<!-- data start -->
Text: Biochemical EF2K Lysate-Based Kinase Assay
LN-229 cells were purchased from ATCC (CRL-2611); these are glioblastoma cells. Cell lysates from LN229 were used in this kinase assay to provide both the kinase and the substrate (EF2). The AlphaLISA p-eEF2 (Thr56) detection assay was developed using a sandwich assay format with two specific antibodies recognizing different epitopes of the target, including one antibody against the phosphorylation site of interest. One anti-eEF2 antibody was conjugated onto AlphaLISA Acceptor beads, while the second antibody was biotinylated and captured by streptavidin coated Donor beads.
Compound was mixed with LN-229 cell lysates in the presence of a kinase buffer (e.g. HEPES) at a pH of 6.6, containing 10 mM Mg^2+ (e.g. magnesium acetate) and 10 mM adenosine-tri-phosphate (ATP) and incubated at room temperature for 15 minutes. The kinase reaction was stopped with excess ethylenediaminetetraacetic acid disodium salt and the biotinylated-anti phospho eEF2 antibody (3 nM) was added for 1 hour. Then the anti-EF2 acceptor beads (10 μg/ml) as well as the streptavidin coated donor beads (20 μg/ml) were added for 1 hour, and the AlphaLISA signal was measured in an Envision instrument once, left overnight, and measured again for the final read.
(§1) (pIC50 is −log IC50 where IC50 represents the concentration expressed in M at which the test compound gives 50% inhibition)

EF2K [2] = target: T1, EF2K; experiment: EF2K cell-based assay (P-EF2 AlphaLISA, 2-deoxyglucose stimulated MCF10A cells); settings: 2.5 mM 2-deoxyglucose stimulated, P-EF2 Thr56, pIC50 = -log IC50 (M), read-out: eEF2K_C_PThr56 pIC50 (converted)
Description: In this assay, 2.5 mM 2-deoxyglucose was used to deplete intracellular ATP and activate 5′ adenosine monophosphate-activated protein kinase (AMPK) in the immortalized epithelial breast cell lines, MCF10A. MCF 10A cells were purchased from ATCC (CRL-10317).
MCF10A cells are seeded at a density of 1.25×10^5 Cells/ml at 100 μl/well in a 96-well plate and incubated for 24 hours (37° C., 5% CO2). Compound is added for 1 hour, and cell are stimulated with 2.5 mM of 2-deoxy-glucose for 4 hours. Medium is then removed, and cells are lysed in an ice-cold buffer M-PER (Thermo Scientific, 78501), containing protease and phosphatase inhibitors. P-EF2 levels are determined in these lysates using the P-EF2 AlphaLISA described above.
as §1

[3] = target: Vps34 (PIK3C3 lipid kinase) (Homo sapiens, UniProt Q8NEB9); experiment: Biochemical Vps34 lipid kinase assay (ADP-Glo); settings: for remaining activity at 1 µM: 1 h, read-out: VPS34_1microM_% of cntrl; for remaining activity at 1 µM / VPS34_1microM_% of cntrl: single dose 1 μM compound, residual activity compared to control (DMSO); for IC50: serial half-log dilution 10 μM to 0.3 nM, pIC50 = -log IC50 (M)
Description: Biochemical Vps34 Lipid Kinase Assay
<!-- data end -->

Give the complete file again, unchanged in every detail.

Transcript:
Text: Biochemical EF2K Lysate-Based Kinase Assay
LN-229 cells were purchased from ATCC (CRL-2611); these are glioblastoma cells. Cell lysates from LN229 were used in this kinase assay to provide both the kinase and the substrate (EF2). The AlphaLISA p-eEF2 (Thr56) detection assay was developed using a sandwich assay format with two specific antibodies recognizing different epitopes of the target, including one antibody against the phosphorylation site of interest. One anti-eEF2 antibody was conjugated onto AlphaLISA Acceptor beads, while the second antibody was biotinylated and captured by streptavidin coated Donor beads.
Compound was mixed with LN-229 cell lysates in the presence of a kinase buffer (e.g. HEPES) at a pH of 6.6, containing 10 mM Mg^2+ (e.g. magnesium acetate) and 10 mM adenosine-tri-phosphate (ATP) and incubated at room temperature for 15 minutes. The kinase reaction was stopped with excess ethylenediaminetetraacetic acid disodium salt and the biotinylated-anti phospho eEF2 antibody (3 nM) was added for 1 hour. Then the anti-EF2 acceptor beads (10 μg/ml) as well as the streptavidin coated donor beads (20 μg/ml) were added for 1 hour, and the AlphaLISA signal was measured in an Envision instrument once, left overnight, and measured again for the final read.
(§1) (pIC50 is −log IC50 where IC50 represents the concentration expressed in M at which the test compound gives 50% inhibition)

EF2K [2] = target: T1, EF2K; experiment: EF2K cell-based assay (P-EF2 AlphaLISA, 2-deoxyglucose stimulated MCF10A cells); settings: 2.5 mM 2-deoxyglucose stimulated, P-EF2 Thr56, pIC50 = -log IC50 (M), read-out: eEF2K_C_PThr56 pIC50 (converted)
Description: In this assay, 2.5 mM 2-deoxyglucose was used to deplete intracellular ATP and activate 5′ adenosine monophosphate-activated protein kinase (AMPK) in the immortalized epithelial breast cell lines, MCF10A. MCF 10A cells were purchased from ATCC (CRL-10317).
MCF10A cells are seeded at a density of 1.25×10^5 Cells/ml at 100 μl/well in a 96-well plate and incubated for 24 hours (37° C., 5% CO2). Compound is added for 1 hour, and cell are stimulated with 2.5 mM of 2-deoxy-glucose for 4 hours. Medium is then removed, and cells are lysed in an ice-cold buffer M-PER (Thermo Scientific, 78501), containing protease and phosphatase inhibitors. P-EF2 levels are determined in these lysates using the P-EF2 AlphaLISA described above.
as §1

[3] = target: Vps34 (PIK3C3 lipid kinase) (Homo sapiens, UniProt Q8NEB9); experiment: Biochemical Vps34 lipid kinase assay (ADP-Glo); settings: for remaining activity at 1 µM: 1 h, read-out: VPS34_1microM_% of cntrl; for remaining activity at 1 µM / VPS34_1microM_% of cntrl: single dose 1 μM compound, residual activity compared to control (DMSO); for IC50: serial half-log dilution 10 μM to 0.3 nM, pIC50 = -log IC50 (M)
Description: Biochemical Vps34 Lipid Kinase Assay